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Baby formula shortage impacts Oregon families

The national shortage began in the early days of the pandemic and worsened due to labor shortages and a major product recall.

PORTLAND, Ore. — The baby formula shortage is leaving parents across the country struggling. In Oregon, Governor Kate Brown is pushing to re-stock store shelves and businesses will be investigated if accused of price gouging as families scramble to feed their children.

Ashley Emerson's baby spent 6 months in neonatal intensive care before she was able her to go home in Gladstone. But, now mom and baby face another challenge.

"It's just been really difficult trying to find formula, and it's just been a nightmare," said Emerson "I have driven down to Albany, I've driven down to Salem, I've driven up into Portland, driven to Beaverton ... driven almost everywhere in the state."

43% of the nation's baby formula is out of stock, according to the retail pricing data website Datasembly. The shortage started in the early days of the pandemic, and worsened because of labor shortages and a recent major product recall.

Maura White, executive director at nonprofit Mother + Child Education Center says they're also dealing with the formula shortage. They've been forced to turn away new moms while tossing hundreds of cans of recalled formula.

"Imagine you're a low-income mom and you really need to have formula — you can't find it anywhere. You have to go carry your baby around from bus to bus to bus to try to find a store," explained White.

Sarah Hallaj, a dietician with Multnomah County's Women, Infants and Children (WIC) program, which serves low income families, says some parents are turning to dangerous alternatives.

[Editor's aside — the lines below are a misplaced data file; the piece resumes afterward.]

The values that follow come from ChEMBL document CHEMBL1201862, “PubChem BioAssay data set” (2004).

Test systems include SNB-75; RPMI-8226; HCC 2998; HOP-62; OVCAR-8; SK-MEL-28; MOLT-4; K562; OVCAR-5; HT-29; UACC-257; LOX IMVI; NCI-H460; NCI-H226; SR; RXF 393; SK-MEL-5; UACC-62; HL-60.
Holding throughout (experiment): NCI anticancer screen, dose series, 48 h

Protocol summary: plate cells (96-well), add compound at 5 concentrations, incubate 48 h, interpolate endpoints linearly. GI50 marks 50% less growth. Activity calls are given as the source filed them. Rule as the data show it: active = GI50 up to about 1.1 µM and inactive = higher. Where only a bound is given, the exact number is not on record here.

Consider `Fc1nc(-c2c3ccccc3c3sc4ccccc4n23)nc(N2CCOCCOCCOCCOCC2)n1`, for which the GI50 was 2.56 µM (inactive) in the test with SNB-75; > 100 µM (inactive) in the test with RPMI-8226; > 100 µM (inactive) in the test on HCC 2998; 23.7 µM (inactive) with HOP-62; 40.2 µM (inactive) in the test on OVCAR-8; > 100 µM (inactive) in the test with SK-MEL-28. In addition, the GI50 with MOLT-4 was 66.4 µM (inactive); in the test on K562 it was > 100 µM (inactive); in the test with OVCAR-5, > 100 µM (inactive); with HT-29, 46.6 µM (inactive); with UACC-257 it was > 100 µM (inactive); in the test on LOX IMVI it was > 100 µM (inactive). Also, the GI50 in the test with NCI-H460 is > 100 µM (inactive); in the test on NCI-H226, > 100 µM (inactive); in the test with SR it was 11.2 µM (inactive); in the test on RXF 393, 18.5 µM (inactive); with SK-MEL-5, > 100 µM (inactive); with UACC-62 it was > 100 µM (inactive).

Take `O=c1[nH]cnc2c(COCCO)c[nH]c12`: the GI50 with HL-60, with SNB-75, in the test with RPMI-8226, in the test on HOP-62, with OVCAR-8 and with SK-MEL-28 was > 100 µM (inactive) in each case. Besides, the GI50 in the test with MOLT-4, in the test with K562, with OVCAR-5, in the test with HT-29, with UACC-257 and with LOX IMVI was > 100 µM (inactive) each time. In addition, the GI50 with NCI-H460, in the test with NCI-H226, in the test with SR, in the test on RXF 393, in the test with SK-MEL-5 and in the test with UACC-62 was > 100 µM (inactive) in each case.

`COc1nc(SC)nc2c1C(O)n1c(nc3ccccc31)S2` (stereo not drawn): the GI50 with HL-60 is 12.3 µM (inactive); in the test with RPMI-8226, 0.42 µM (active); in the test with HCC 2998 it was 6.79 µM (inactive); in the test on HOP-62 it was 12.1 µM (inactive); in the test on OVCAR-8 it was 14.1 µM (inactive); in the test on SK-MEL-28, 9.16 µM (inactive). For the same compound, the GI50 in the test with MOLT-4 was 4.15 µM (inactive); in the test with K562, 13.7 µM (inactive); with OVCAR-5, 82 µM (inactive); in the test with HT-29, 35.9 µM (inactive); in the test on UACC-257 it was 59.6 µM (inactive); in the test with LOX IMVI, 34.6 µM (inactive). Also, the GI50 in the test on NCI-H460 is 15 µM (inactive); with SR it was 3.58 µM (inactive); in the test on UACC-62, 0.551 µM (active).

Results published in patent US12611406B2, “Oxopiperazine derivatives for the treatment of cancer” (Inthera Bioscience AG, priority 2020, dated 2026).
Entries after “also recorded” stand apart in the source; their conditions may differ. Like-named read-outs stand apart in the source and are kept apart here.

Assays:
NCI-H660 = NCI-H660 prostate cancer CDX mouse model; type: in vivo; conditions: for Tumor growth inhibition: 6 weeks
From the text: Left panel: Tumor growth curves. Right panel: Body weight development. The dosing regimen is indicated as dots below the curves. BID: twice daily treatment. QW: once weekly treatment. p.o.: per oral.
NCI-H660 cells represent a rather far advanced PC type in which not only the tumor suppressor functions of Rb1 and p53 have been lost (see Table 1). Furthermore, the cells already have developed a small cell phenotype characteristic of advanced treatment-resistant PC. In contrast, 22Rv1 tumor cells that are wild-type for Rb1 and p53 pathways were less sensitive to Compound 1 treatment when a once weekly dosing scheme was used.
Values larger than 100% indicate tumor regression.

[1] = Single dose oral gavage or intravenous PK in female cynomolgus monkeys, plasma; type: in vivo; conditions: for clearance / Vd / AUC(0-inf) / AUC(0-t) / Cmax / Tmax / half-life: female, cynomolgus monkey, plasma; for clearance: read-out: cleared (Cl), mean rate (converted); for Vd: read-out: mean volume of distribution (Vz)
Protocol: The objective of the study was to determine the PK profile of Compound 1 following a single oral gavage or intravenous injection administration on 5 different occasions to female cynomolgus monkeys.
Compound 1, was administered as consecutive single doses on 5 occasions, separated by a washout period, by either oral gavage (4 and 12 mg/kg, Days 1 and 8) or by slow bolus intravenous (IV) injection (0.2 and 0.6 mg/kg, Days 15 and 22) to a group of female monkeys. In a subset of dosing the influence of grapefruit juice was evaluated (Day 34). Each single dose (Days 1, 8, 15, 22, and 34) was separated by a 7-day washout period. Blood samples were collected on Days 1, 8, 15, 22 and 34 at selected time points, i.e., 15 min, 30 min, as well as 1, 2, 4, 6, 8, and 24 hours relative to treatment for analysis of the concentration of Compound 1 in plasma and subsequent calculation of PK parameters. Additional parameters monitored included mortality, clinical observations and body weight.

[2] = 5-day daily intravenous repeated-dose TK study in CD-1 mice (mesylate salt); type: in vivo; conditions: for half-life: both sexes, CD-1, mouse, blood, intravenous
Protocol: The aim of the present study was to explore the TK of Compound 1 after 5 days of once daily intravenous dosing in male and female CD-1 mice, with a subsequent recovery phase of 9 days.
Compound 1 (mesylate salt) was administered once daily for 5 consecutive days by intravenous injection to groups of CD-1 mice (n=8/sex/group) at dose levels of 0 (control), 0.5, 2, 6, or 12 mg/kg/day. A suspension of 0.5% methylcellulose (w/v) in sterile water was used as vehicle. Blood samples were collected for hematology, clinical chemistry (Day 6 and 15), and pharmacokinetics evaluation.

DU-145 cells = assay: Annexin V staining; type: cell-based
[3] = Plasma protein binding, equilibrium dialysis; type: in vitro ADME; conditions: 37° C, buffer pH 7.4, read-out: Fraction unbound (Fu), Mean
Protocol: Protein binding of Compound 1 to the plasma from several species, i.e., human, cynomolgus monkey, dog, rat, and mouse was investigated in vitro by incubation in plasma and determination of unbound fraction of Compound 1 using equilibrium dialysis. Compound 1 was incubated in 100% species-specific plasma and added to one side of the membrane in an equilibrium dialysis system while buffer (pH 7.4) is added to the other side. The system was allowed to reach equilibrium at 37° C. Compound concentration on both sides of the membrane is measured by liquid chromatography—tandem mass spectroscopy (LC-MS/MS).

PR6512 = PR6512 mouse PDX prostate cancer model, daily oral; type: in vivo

"Some families are diluting the formula to make it last longer, some families are making formula at home, which may not have all the nutrition an infant needs," said Hallaj, "and some families are using fresh milk." 

Instead she recommends talking to a healthcare provider about alternative options.

"Unfortunately being a mom that's a WIC right now, it makes it hard," said Emerson. "You can go on Amazon and find some formula — but because you are a WIC recipient, you can't use your benefits online."

Emerson said her current formula supply will last about two weeks. She's turned to social media and family trying to provide for her baby.

"I'm having family members if they have it to send it to me out of state, and I then try to figure out how to reimburse," she said. "I feel like we are literally running out of options, every time I go to the grocery store it's just another stab in the heart that I can't feed my baby."

Emerson says she pays between $19 and $25 for formula depending on the store and can size. You can report suspected price gouging the Oregon Department of Justice, but make sure to keep receipts for your purchases.

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